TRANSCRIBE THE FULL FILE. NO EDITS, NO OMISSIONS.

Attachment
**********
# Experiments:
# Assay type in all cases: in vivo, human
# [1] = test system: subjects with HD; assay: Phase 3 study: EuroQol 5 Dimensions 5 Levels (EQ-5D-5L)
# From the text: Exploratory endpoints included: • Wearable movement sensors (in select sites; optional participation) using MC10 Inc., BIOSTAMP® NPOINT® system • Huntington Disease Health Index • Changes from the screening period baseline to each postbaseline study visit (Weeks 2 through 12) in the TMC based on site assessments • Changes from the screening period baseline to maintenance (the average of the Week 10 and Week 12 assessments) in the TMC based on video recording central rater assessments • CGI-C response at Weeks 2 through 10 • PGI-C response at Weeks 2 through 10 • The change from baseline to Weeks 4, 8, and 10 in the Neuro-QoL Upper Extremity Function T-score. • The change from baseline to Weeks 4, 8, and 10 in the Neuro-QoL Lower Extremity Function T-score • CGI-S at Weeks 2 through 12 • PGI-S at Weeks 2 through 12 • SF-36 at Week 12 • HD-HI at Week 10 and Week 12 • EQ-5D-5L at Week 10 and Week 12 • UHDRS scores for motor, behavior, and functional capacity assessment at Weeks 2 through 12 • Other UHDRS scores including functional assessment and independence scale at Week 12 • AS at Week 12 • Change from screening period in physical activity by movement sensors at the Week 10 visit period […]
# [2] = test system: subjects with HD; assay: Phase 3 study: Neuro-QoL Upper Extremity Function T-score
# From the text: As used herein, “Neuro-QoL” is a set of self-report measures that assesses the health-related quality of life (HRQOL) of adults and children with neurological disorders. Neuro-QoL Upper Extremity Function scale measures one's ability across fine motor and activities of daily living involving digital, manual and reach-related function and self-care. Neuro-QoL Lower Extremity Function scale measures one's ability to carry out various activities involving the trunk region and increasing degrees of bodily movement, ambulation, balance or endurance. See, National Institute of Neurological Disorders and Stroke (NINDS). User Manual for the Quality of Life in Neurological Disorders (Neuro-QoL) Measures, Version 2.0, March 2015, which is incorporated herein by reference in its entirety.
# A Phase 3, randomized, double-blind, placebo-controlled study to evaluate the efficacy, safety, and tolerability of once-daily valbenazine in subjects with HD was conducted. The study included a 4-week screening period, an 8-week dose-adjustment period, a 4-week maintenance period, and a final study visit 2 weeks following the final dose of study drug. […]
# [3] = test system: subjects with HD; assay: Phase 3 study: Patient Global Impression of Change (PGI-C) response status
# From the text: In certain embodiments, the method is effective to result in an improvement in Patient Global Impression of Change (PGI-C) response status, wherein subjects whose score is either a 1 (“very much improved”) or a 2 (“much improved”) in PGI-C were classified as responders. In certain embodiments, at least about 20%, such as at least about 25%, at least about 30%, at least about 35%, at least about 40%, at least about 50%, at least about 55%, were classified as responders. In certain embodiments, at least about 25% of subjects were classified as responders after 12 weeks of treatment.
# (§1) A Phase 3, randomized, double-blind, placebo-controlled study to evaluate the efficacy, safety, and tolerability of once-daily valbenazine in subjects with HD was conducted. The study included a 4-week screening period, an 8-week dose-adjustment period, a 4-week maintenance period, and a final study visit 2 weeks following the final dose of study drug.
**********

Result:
# Experiments:
# Assay type in all cases: in vivo, human
# [1] = test system: subjects with HD; assay: Phase 3 study: EuroQol 5 Dimensions 5 Levels (EQ-5D-5L)
# From the text: Exploratory endpoints included: • Wearable movement sensors (in select sites; optional participation) using MC10 Inc., BIOSTAMP® NPOINT® system • Huntington Disease Health Index • Changes from the screening period baseline to each postbaseline study visit (Weeks 2 through 12) in the TMC based on site assessments • Changes from the screening period baseline to maintenance (the average of the Week 10 and Week 12 assessments) in the TMC based on video recording central rater assessments • CGI-C response at Weeks 2 through 10 • PGI-C response at Weeks 2 through 10 • The change from baseline to Weeks 4, 8, and 10 in the Neuro-QoL Upper Extremity Function T-score. • The change from baseline to Weeks 4, 8, and 10 in the Neuro-QoL Lower Extremity Function T-score • CGI-S at Weeks 2 through 12 • PGI-S at Weeks 2 through 12 • SF-36 at Week 12 • HD-HI at Week 10 and Week 12 • EQ-5D-5L at Week 10 and Week 12 • UHDRS scores for motor, behavior, and functional capacity assessment at Weeks 2 through 12 • Other UHDRS scores including functional assessment and independence scale at Week 12 • AS at Week 12 • Change from screening period in physical activity by movement sensors at the Week 10 visit period […]
# [2] = test system: subjects with HD; assay: Phase 3 study: Neuro-QoL Upper Extremity Function T-score
# From the text: As used herein, “Neuro-QoL” is a set of self-report measures that assesses the health-related quality of life (HRQOL) of adults and children with neurological disorders. Neuro-QoL Upper Extremity Function scale measures one's ability across fine motor and activities of daily living involving digital, manual and reach-related function and self-care. Neuro-QoL Lower Extremity Function scale measures one's ability to carry out various activities involving the trunk region and increasing degrees of bodily movement, ambulation, balance or endurance. See, National Institute of Neurological Disorders and Stroke (NINDS). User Manual for the Quality of Life in Neurological Disorders (Neuro-QoL) Measures, Version 2.0, March 2015, which is incorporated herein by reference in its entirety.
# A Phase 3, randomized, double-blind, placebo-controlled study to evaluate the efficacy, safety, and tolerability of once-daily valbenazine in subjects with HD was conducted. The study included a 4-week screening period, an 8-week dose-adjustment period, a 4-week maintenance period, and a final study visit 2 weeks following the final dose of study drug. […]
# [3] = test system: subjects with HD; assay: Phase 3 study: Patient Global Impression of Change (PGI-C) response status
# From the text: In certain embodiments, the method is effective to result in an improvement in Patient Global Impression of Change (PGI-C) response status, wherein subjects whose score is either a 1 (“very much improved”) or a 2 (“much improved”) in PGI-C were classified as responders. In certain embodiments, at least about 20%, such as at least about 25%, at least about 30%, at least about 35%, at least about 40%, at least about 50%, at least about 55%, were classified as responders. In certain embodiments, at least about 25% of subjects were classified as responders after 12 weeks of treatment.
# (§1) A Phase 3, randomized, double-blind, placebo-controlled study to evaluate the efficacy, safety, and tolerability of once-daily valbenazine in subjects with HD was conducted. The study included a 4-week screening period, an 8-week dose-adjustment period, a 4-week maintenance period, and a final study visit 2 weeks following the final dose of study drug.